Constituent Relationships in Negotiations

Cite this article as:"Constituent Relationships in Negotiations," in The Business Professor, updated October 22, 2017, last accessed July 4, 2020,

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What is a constituent relationship and how does it affect negotiation?

Constituent, the party whom the principal represents, is ostensibly on the “same side” as a principal, but exerts independent influence on the outcome through the principal. The challenges for constituent relationships include:

  • Identification – Often it is difficult to identify individuals in a constituent group. Constituents may have any number of interests; yet, there is one or more salient interests that align constituents behind the principal.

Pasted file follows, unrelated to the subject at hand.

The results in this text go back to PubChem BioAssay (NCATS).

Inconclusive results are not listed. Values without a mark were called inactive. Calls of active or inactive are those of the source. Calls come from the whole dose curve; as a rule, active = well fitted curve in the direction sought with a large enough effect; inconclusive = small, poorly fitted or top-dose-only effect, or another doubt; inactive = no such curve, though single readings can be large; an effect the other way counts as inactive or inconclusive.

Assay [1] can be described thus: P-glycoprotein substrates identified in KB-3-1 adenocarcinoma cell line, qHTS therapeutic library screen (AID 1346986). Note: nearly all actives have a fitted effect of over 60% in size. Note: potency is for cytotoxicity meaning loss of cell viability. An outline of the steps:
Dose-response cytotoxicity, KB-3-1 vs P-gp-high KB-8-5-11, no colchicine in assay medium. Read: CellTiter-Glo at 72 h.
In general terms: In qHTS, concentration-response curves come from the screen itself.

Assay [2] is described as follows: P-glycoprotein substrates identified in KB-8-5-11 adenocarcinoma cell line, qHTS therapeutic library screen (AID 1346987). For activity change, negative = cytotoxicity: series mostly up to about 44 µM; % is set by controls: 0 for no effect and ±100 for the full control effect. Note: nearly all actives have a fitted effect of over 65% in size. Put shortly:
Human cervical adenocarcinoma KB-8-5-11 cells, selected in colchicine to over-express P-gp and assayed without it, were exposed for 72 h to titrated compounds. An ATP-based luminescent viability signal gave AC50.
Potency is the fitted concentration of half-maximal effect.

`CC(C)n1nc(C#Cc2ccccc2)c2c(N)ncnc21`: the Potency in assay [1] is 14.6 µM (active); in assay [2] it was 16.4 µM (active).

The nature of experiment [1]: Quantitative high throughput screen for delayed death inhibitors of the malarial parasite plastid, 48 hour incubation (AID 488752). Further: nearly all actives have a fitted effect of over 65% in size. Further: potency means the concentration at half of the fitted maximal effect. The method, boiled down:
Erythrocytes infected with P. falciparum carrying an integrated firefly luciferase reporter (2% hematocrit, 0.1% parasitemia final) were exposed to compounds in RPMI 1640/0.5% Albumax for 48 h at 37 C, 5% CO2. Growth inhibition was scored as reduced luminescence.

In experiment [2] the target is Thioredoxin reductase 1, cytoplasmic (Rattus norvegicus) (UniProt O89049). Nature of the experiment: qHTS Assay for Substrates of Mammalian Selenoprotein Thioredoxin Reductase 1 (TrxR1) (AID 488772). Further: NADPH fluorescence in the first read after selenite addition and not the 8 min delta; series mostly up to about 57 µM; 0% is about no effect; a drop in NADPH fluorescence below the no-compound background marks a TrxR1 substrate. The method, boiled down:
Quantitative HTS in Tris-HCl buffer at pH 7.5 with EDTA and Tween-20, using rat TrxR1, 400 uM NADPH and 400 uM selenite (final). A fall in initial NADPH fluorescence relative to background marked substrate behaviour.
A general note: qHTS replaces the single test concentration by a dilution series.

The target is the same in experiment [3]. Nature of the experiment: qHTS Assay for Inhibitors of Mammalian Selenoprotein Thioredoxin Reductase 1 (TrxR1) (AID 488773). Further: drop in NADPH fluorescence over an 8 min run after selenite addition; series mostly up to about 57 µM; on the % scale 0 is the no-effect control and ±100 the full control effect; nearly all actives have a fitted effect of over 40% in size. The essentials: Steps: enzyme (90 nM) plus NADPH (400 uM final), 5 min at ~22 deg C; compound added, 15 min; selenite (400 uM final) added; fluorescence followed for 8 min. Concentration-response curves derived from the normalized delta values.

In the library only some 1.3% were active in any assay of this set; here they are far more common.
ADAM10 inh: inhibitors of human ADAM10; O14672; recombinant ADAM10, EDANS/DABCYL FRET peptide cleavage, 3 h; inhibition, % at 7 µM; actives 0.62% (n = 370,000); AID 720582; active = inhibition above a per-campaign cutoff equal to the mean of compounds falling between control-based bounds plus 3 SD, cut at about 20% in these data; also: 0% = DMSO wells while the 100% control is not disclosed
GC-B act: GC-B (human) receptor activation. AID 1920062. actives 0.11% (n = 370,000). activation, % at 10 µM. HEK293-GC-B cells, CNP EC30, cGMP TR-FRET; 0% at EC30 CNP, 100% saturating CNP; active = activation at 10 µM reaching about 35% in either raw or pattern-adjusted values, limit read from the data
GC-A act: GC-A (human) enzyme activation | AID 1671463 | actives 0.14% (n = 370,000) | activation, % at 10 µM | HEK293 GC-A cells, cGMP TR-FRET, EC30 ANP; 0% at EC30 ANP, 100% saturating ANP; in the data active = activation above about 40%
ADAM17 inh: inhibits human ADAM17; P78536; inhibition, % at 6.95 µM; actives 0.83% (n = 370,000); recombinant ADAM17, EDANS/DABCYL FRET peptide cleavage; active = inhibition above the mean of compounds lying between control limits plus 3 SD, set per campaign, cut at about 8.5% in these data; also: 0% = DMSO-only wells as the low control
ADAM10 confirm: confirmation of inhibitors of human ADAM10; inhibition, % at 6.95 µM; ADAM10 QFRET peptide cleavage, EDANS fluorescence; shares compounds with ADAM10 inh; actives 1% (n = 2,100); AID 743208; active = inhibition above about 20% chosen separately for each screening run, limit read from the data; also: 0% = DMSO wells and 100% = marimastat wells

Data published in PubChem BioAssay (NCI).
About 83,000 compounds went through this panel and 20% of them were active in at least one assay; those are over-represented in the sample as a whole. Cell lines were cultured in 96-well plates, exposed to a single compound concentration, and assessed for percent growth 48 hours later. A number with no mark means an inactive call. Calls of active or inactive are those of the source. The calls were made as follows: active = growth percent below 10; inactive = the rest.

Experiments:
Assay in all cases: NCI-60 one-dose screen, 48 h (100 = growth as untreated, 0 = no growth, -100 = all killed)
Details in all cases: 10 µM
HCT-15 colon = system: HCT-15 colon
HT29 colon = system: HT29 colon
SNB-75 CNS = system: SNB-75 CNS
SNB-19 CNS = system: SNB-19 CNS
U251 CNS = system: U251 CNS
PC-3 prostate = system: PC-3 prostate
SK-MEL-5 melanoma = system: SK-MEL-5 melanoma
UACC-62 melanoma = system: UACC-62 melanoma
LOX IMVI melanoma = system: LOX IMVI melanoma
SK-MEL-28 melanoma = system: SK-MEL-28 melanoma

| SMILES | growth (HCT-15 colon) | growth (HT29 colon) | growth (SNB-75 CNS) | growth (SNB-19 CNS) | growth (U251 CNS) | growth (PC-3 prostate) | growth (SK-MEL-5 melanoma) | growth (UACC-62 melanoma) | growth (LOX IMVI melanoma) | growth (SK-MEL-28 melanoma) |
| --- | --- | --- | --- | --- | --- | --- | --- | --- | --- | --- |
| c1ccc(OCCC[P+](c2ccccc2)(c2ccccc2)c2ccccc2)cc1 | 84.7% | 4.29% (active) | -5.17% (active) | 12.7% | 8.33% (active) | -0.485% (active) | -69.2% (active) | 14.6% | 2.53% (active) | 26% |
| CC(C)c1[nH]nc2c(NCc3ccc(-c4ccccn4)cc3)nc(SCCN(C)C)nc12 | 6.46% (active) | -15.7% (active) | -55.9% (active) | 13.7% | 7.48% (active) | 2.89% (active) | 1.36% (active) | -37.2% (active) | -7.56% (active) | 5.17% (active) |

• Accountability – In a group negotiation, the relationship that the principal negotiator shares with her constituents requires decision-making vigilance, evaluation apprehension, and face-saving by the principal. The principal must act in a way to unite constituents around her actions and decisions. Diffusion of responsibility is the tendency for each individual to feel less responsible and become less likely to act than if he or she were alone.
  • Conflicts of interest – A principal must avoid conflicts of interest with constituents who have a wide variety of interests. This can be very difficult and, in some cases, impossible given the context of the negotiation.

Tactics for improving constituent relationships include:

  • Communication – Communicate with your constituents.
  • Diverse Views – Do not expect homogeneity of constituent views.
  • Education – Educate your constituents on your role and your limitations.
  • Forward thinking – Help your constituents do horizon thinking, type of thinking that involves making projections about future outcomes.

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